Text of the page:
Cuba condemns new US sanctions, hopes for better with Biden

HAVANA (AP) — Cuba is convinced that U.S. President-elect Joe Biden does not believe the Caribbean island nation sponsors terrorism, a senior Cuban diplomat said Tuesday, a day after the outgoing U.S. administration returned Cuba to a terrorism list.

“We are convinced that President Biden and his team know perfectly and recognize that Cuba is not and has not been a sponsor of terrorism,” Carlos Fernández de Cossío, director general of the United States department in Cuba’s Foreign Ministry, told a small group of journalists.

“And we trust that this truth will have a certain influence on the government team that enters next January 20,” he said.

The Trump administration on Monday re-designated Cuba as a “state sponsor of terrorism,” hitting the country with new sanctions that could hamstring Biden’s promise to renew relations with the communist-governed island.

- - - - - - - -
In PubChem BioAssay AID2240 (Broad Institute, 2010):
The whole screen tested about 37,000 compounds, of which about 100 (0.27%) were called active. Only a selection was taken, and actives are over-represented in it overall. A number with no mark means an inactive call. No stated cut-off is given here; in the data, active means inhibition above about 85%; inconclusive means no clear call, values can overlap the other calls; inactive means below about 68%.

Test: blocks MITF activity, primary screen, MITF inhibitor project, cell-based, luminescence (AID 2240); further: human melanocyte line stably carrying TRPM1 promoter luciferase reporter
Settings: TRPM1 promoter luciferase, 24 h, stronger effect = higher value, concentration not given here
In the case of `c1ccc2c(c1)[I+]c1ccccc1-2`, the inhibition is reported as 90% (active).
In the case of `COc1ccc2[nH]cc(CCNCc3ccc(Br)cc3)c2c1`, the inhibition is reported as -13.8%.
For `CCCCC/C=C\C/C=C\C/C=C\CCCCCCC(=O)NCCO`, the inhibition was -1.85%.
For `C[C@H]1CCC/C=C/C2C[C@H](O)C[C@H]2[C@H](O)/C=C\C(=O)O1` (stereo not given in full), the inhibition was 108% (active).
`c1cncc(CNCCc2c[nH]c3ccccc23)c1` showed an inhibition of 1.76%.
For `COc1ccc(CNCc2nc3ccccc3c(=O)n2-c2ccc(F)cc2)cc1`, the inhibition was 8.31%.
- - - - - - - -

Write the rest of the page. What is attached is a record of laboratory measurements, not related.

Secretary of State Mike Pompeo announced the step, citing Cuba’s continued harboring of U.S. fugitives, its refusal to extradite a coterie of Colombian guerrilla commanders and its support for Venezuelan leader Nicolás Maduro.

The Cuban government believes Trump is seeking last-minute political gain with a move favored by Cuban exiles in Florida.

“It is the opportunism” of those who “feel in political debt due to the recent elections, or who are advancing favors for the 2024 (election),” Fernandez de Cossío said.

Removing Cuba from the terrorism list had been one of former President Barack Obama’s main foreign policy achievements as he sought better relations with the island, an effort endorsed by Biden as his vice president. Ties had been essentially frozen after Fidel Castro took power in 1959.

Trump took a tough line on Havana and reinstituted many of the sanctions that the Obama administration had eased or lifted after the restoration of full diplomatic relations in 2015.

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